TSA Gives Employee Security Clearance To Former Perps; Some ‘May Still Have Access’

0 Shares

According to a report presented by the U.S. Department of Homeland Security, the U.S. Transportation Security Administration (TSA) permitted airport employee security badges to be issued to 11 people with criminal records. In five of those cases, the airports were found to be out of compliance because they didn’t catch their mistake.

The report’s executive summary found the TSA had internal communication issues (discovery!), and it crossed its wires in securing vendors — in this case, vendors “for relaying information used to issue airport security badges” — and that it didn’t “properly plan, manage and implement the project.”

Best part? Just because they caught it doesn’t mean they can fix it:

[A]ccording to records available for our review, at least five airports granted badges to individuals with criminal records, giving them access to secured airport areas. TSA did not track which airports temporarily issued badges to individuals without the required background checks. Therefore, some individuals with criminal records may still have access to secured areas in our Nation’s airports.

With Federal overpolicing this inept, maybe we really don’t have anything to worry about.

Personal Liberty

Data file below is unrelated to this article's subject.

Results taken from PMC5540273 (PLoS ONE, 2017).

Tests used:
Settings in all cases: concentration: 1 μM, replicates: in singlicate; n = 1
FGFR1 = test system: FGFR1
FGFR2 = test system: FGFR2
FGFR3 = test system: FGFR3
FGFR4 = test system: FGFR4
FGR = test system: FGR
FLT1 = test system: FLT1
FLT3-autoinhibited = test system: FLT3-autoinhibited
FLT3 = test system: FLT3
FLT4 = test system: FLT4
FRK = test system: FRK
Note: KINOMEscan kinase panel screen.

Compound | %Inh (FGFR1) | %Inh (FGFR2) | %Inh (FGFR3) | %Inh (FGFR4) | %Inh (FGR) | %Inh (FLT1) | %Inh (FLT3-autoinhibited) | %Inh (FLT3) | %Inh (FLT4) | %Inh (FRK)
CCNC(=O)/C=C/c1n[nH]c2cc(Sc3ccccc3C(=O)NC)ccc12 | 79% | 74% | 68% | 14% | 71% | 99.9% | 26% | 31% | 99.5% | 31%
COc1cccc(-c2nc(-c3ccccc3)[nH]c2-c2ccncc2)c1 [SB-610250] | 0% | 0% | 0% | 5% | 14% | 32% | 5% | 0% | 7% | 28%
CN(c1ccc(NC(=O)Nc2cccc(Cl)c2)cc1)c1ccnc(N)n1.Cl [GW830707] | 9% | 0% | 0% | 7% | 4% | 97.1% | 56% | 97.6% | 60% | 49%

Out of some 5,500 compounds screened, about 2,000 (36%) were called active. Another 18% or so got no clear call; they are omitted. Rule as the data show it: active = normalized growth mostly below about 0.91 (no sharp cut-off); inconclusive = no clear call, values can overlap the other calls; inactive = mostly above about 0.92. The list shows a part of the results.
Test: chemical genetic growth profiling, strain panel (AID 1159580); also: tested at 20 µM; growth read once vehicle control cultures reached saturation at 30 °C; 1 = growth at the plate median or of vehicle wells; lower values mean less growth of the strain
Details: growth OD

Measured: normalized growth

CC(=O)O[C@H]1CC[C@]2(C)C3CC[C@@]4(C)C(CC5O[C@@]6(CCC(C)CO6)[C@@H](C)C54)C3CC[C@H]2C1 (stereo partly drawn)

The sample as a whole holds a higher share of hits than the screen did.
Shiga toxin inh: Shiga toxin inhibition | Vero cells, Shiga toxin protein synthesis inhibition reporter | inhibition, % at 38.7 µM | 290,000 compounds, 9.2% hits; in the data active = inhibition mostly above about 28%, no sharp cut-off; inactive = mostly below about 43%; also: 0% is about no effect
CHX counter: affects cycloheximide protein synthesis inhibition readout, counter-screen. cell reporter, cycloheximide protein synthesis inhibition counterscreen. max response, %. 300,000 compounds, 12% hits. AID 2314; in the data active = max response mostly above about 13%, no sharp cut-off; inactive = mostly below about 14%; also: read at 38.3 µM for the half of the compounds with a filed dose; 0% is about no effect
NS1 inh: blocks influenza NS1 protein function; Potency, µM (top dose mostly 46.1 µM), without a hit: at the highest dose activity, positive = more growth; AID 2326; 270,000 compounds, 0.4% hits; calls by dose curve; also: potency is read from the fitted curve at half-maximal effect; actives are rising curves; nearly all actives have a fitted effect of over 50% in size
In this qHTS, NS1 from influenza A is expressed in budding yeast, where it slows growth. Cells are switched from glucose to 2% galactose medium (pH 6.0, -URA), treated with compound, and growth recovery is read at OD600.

Ben Bullard

Reconciling the concept of individual sovereignty with conscientious participation in the modern American political process is a continuing preoccupation for staff writer Ben Bullard. A former community newspaper writer, Bullard has closely observed the manner in which well-meaning small-town politicians and policy makers often accept, unthinkingly, their increasingly marginal role in shaping the quality of their own lives, as well as those of the people whom they serve. He argues that American public policy is plagued by inscrutable and corrupt motives on a national scale, a fundamental problem which individuals, families and communities must strive to solve. This, he argues, can be achieved only as Americans rediscover the principal role each citizen plays in enriching the welfare of our Republic.

Join the Discussion

Comment Policy: We encourage an open discussion with a wide range of viewpoints, even extreme ones, but we will not tolerate racism, profanity or slanderous comments toward the author(s) or comment participants. Make your case passionately, but civilly. Please don't stoop to name calling. We use filters for spam protection. If your comment does not appear, it is likely because it violates the above policy or contains links or language typical of spam. We reserve the right to remove comments at our discretion.